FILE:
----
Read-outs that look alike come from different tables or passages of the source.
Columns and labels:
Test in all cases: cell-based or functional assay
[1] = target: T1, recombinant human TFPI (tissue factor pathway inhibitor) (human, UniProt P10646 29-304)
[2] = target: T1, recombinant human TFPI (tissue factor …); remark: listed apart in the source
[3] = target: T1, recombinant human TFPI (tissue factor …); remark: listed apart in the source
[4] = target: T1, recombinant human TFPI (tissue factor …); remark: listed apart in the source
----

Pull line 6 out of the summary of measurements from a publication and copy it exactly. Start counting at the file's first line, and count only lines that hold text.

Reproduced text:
[3] = target: T1, recombinant human TFPI (tissue factor …); remark: listed apart in the source